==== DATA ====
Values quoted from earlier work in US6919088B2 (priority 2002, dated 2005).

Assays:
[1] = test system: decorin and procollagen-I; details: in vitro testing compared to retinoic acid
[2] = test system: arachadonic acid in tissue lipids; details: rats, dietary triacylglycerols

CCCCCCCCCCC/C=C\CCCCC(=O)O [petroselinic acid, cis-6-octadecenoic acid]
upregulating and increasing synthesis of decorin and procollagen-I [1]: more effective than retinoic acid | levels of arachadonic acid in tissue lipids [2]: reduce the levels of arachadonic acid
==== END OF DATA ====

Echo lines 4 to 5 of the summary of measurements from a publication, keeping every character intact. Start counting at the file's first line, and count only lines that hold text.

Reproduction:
[2] = test system: arachadonic acid in tissue lipids; details: rats, dietary triacylglycerols

CCCCCCCCCCC/C=C\CCCCC(=O)O [petroselinic acid, cis-6-octadecenoic acid]